• Processing unit(s) 1202, which can be implemented as one or more integrated circuits (e.g., a conventional microprocessor or microcontroller), can control the operation of computer system 1200. In some embodiments, processing unit(s) 1202 can include a general-purpose primary processor as well as one or more special-purpose co-processors such as graphics processors, digital signal processors, or the like. In some embodiments, some or all processing units 1202 can be implemented using customized circuits, such as application specific integrated circuits (ASICs) or field programmable gate arrays (FPGAs). In some embodiments, such integrated circuits execute instructions that are stored on the circuit itself. In other embodiments, processing unit(s) 1202 can execute instructions stored in storage subsystem 1206. In various embodiments, processor 1202 can execute a variety of programs in response to program code and can maintain multiple concurrently executing programs or processes. At any given time, some or all of the program code to be executed can be resident in processor 1202 and/or in storage subsystem 1206. Through suitable programming, processor 1202 can provide various functionalities described above for performing context and language determination and analysis.
  • Network interface subsystem 1216 provides an interface to other computer systems and networks. Network interface subsystem 1216 serves as an interface for receiving data from and transmitting data to other systems from computer system 1200. For example, network interface subsystem 1216 may enable computer system 1200 to connect to a client device via the Internet. In some embodiments network interface 1216 can include radio frequency (RF) transceiver components for accessing wireless voice and/or data networks (e.g., using cellular telephone technology, advanced data network technology such as 3G, 4G or EDGE, WiFi (IEEE 802.11 family standards, or other mobile communication technologies, or any combination thereof), GPS receiver components, and/or other components. In some embodiments network interface 1216 can provide wired network connectivity (e.g., Ethernet) in addition to or instead of a wireless interface.
  • User interface input devices 1212 may include a keyboard, pointing devices such as a mouse or trackball, a touchpad or touch screen incorporated into a display, a scroll wheel, a click wheel, a dial, a button, a switch, a keypad, audio input devices such as voice recognition systems, microphones, and other types of input devices. In general, use of the term “input device” is intended to include all possible types of devices and mechanisms for inputting information to computer system 1200. For example, in a smartphone, user input devices 1212 may include one or more buttons provided by the smartphone, a touch screen, and the like. A user may provide input regarding selection of which language to use for translation or keyboard language switching using one or more of input devices 1212. A user may also input various text or characters using one or more of input devices 1212.
  • User interface output devices 1214 may include a display subsystem, indicator lights, or non-visual displays such as audio output devices, etc. The display subsystem may be a cathode ray tube (CRT), a flat-panel device such as a liquid crystal display (LCD), a projection device, a touch screen, and the like. In general, use of the term “output device” is intended to include all possible types of devices and mechanisms for outputting information from computer system 1200. For example, menus and other options for selecting languages or replacement suggestions in composing a message may be displayed to the user via an output device. Further, the speech may be output via an audio output device.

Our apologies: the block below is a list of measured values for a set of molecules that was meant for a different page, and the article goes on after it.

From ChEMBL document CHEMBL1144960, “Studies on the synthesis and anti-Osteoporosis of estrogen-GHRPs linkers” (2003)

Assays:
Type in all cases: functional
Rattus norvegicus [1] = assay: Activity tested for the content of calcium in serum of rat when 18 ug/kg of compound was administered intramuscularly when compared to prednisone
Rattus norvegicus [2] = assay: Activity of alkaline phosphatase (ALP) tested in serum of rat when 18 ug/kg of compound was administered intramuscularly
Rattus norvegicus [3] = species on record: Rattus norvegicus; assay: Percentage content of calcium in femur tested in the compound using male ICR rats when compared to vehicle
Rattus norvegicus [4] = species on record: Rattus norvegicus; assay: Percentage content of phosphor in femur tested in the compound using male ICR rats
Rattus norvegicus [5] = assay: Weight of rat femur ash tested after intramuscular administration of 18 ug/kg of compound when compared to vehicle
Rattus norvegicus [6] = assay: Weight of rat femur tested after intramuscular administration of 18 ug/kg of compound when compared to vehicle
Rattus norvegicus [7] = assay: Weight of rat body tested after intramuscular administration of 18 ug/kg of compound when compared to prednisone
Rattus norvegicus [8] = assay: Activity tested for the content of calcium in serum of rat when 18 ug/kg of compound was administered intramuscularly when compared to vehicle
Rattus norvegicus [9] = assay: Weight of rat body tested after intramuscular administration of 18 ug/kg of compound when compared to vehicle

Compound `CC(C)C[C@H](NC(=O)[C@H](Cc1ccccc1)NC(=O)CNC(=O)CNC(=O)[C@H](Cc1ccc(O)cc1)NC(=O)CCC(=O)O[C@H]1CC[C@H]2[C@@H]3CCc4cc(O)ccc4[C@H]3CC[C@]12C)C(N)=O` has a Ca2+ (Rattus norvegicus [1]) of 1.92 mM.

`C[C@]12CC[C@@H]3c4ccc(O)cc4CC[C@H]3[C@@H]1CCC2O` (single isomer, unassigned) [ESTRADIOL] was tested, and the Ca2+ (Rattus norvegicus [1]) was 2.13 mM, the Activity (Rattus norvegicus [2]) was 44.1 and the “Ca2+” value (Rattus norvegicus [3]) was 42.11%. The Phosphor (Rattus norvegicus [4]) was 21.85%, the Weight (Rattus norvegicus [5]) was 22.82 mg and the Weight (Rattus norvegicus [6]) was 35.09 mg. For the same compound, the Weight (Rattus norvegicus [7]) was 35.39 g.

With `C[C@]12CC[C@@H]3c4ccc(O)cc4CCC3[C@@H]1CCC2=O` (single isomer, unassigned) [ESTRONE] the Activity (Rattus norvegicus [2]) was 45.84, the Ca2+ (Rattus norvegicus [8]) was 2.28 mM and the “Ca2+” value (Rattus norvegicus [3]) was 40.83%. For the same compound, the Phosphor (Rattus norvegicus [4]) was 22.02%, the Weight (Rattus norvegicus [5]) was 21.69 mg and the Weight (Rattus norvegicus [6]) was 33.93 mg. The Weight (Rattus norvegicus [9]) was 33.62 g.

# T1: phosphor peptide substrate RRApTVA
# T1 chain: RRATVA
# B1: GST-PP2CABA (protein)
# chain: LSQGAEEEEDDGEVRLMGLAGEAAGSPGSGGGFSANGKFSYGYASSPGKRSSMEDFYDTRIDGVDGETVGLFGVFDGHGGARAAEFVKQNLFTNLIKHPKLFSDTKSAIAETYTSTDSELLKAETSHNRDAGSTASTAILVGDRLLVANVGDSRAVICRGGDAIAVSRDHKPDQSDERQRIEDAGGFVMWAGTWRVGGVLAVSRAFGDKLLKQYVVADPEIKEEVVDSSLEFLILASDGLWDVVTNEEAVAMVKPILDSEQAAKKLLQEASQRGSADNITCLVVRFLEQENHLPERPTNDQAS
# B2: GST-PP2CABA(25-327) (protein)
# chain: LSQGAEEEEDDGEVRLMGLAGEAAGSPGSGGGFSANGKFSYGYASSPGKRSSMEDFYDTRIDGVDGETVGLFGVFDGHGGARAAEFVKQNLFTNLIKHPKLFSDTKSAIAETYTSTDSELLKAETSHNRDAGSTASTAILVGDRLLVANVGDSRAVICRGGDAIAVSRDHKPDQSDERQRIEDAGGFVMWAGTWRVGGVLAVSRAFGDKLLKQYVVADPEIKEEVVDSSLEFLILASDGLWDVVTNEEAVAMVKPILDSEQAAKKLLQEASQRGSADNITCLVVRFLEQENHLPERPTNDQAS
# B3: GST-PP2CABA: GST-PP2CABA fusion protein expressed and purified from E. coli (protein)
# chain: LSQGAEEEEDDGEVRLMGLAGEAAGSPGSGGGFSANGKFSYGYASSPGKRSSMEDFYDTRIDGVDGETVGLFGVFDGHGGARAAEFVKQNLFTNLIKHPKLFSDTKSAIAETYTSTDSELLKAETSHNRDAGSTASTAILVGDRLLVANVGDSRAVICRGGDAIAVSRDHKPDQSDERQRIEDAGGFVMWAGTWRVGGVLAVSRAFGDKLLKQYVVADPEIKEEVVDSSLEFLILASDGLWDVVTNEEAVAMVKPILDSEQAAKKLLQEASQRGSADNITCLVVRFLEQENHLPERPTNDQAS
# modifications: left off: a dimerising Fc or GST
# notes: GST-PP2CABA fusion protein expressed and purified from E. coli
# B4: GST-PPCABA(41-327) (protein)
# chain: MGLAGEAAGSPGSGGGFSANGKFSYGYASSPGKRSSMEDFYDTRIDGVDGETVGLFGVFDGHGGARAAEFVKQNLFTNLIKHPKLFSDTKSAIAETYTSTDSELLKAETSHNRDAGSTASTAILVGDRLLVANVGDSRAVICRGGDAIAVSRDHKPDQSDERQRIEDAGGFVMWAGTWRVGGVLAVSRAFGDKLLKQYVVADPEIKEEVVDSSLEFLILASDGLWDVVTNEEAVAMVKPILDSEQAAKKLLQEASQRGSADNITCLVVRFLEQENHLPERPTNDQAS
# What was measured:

• In some embodiments, the display subsystem can provide a graphical user interface, in which visible image elements in certain areas of the display subsystem are defined as active elements or control elements that the user selects using user interface input devices 1212. For example, the user can manipulate a user input device to position an on-screen cursor or pointer over the control element, then click a button to indicate the selection. Alternatively, the user can touch the control element (e.g., with a finger or stylus) on a touchscreen device. In some embodiments, the user can speak one or more words associated with the control element (the word can be, e.g., a label on the element or a function associated with the element). In some embodiments, user gestures on a touch-sensitive device can be recognized and interpreted as input commands; these gestures can be but need not be associated with any particular array in the display subsystem. Other user interfaces can also be implemented.
  • Storage subsystem 1206 provides a computer-readable storage medium for storing the basic programming and data constructs that provide the functionality of some embodiments. Storage subsystem 1206 can be implemented, e.g., using disk, flash memory, or any other storage media in any combination, and can include volatile and/or non-volatile storage as desired. Software (programs, code modules, instructions) that when executed by a processor provide the functionality described above may be stored in storage subsystem 1206. These software modules or instructions may be executed by processor(s) 1202. Storage subsystem 1206 may also provide a repository for storing data used in accordance with the present invention. Storage subsystem 1206 may include memory subsystem 1208 and file/disk storage subsystem 1210.